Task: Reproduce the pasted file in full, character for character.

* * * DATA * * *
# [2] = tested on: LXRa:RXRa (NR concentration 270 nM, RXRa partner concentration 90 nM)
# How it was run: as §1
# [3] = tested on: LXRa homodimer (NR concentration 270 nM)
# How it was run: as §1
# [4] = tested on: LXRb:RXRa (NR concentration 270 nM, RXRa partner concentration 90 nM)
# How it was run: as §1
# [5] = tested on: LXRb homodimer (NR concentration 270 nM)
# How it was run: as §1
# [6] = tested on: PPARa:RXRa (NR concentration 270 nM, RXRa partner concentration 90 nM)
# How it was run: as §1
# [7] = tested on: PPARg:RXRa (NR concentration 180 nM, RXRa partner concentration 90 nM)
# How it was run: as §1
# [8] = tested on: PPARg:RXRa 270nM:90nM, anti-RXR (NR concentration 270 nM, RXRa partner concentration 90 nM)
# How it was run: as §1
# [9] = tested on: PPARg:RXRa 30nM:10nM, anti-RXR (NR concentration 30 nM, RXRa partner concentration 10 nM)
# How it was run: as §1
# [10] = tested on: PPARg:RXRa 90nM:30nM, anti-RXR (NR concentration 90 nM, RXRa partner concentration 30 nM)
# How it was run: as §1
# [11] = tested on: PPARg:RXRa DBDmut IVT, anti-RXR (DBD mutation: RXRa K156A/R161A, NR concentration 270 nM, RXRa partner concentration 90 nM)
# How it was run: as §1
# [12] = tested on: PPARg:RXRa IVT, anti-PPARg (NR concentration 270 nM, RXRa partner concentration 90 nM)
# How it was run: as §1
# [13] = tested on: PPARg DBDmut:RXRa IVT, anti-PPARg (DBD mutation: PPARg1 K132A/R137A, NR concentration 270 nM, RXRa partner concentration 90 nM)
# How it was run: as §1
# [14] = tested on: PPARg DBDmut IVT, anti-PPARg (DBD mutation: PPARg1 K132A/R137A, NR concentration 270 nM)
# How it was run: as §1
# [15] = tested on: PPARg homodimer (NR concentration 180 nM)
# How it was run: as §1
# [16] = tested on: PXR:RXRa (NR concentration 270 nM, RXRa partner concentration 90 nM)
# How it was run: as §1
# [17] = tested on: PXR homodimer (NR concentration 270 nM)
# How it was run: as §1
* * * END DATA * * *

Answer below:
# [2] = tested on: LXRa:RXRa (NR concentration 270 nM, RXRa partner concentration 90 nM)
# How it was run: as §1
# [3] = tested on: LXRa homodimer (NR concentration 270 nM)
# How it was run: as §1
# [4] = tested on: LXRb:RXRa (NR concentration 270 nM, RXRa partner concentration 90 nM)
# How it was run: as §1
# [5] = tested on: LXRb homodimer (NR concentration 270 nM)
# How it was run: as §1
# [6] = tested on: PPARa:RXRa (NR concentration 270 nM, RXRa partner concentration 90 nM)
# How it was run: as §1
# [7] = tested on: PPARg:RXRa (NR concentration 180 nM, RXRa partner concentration 90 nM)
# How it was run: as §1
# [8] = tested on: PPARg:RXRa 270nM:90nM, anti-RXR (NR concentration 270 nM, RXRa partner concentration 90 nM)
# How it was run: as §1
# [9] = tested on: PPARg:RXRa 30nM:10nM, anti-RXR (NR concentration 30 nM, RXRa partner concentration 10 nM)
# How it was run: as §1
# [10] = tested on: PPARg:RXRa 90nM:30nM, anti-RXR (NR concentration 90 nM, RXRa partner concentration 30 nM)
# How it was run: as §1
# [11] = tested on: PPARg:RXRa DBDmut IVT, anti-RXR (DBD mutation: RXRa K156A/R161A, NR concentration 270 nM, RXRa partner concentration 90 nM)
# How it was run: as §1
# [12] = tested on: PPARg:RXRa IVT, anti-PPARg (NR concentration 270 nM, RXRa partner concentration 90 nM)
# How it was run: as §1
# [13] = tested on: PPARg DBDmut:RXRa IVT, anti-PPARg (DBD mutation: PPARg1 K132A/R137A, NR concentration 270 nM, RXRa partner concentration 90 nM)
# How it was run: as §1
# [14] = tested on: PPARg DBDmut IVT, anti-PPARg (DBD mutation: PPARg1 K132A/R137A, NR concentration 270 nM)
# How it was run: as §1
# [15] = tested on: PPARg homodimer (NR concentration 180 nM)
# How it was run: as §1
# [16] = tested on: PXR:RXRa (NR concentration 270 nM, RXRa partner concentration 90 nM)
# How it was run: as §1
# [17] = tested on: PXR homodimer (NR concentration 270 nM)
# How it was run: as §1